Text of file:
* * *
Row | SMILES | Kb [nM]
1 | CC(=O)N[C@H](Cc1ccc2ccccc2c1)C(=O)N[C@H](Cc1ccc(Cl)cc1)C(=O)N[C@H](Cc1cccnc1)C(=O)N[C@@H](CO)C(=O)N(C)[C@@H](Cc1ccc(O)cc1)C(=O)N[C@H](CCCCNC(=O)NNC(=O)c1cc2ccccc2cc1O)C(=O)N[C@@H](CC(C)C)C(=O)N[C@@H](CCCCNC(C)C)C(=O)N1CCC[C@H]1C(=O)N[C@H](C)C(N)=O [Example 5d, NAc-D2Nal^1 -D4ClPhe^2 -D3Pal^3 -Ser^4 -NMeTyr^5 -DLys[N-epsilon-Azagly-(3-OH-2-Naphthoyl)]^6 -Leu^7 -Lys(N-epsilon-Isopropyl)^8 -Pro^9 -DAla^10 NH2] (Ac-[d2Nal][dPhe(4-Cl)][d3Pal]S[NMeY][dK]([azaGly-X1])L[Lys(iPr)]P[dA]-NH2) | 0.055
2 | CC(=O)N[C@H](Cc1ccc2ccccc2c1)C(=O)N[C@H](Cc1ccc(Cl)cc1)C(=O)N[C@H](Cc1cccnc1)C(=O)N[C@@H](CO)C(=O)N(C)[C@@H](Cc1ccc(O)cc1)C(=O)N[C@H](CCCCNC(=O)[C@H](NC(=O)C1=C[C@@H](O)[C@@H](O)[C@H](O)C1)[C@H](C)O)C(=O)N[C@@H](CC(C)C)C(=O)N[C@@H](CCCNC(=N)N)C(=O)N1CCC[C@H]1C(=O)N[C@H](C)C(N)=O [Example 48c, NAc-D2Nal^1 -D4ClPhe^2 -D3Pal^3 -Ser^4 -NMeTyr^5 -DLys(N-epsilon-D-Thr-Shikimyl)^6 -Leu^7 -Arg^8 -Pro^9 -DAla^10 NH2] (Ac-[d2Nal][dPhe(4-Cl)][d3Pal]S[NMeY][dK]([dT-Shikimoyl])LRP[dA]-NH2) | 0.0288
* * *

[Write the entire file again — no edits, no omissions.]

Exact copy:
Row | SMILES | Kb [nM]
1 | CC(=O)N[C@H](Cc1ccc2ccccc2c1)C(=O)N[C@H](Cc1ccc(Cl)cc1)C(=O)N[C@H](Cc1cccnc1)C(=O)N[C@@H](CO)C(=O)N(C)[C@@H](Cc1ccc(O)cc1)C(=O)N[C@H](CCCCNC(=O)NNC(=O)c1cc2ccccc2cc1O)C(=O)N[C@@H](CC(C)C)C(=O)N[C@@H](CCCCNC(C)C)C(=O)N1CCC[C@H]1C(=O)N[C@H](C)C(N)=O [Example 5d, NAc-D2Nal^1 -D4ClPhe^2 -D3Pal^3 -Ser^4 -NMeTyr^5 -DLys[N-epsilon-Azagly-(3-OH-2-Naphthoyl)]^6 -Leu^7 -Lys(N-epsilon-Isopropyl)^8 -Pro^9 -DAla^10 NH2] (Ac-[d2Nal][dPhe(4-Cl)][d3Pal]S[NMeY][dK]([azaGly-X1])L[Lys(iPr)]P[dA]-NH2) | 0.055
2 | CC(=O)N[C@H](Cc1ccc2ccccc2c1)C(=O)N[C@H](Cc1ccc(Cl)cc1)C(=O)N[C@H](Cc1cccnc1)C(=O)N[C@@H](CO)C(=O)N(C)[C@@H](Cc1ccc(O)cc1)C(=O)N[C@H](CCCCNC(=O)[C@H](NC(=O)C1=C[C@@H](O)[C@@H](O)[C@H](O)C1)[C@H](C)O)C(=O)N[C@@H](CC(C)C)C(=O)N[C@@H](CCCNC(=N)N)C(=O)N1CCC[C@H]1C(=O)N[C@H](C)C(N)=O [Example 48c, NAc-D2Nal^1 -D4ClPhe^2 -D3Pal^3 -Ser^4 -NMeTyr^5 -DLys(N-epsilon-D-Thr-Shikimyl)^6 -Leu^7 -Arg^8 -Pro^9 -DAla^10 NH2] (Ac-[d2Nal][dPhe(4-Cl)][d3Pal]S[NMeY][dK]([dT-Shikimoyl])LRP[dA]-NH2) | 0.0288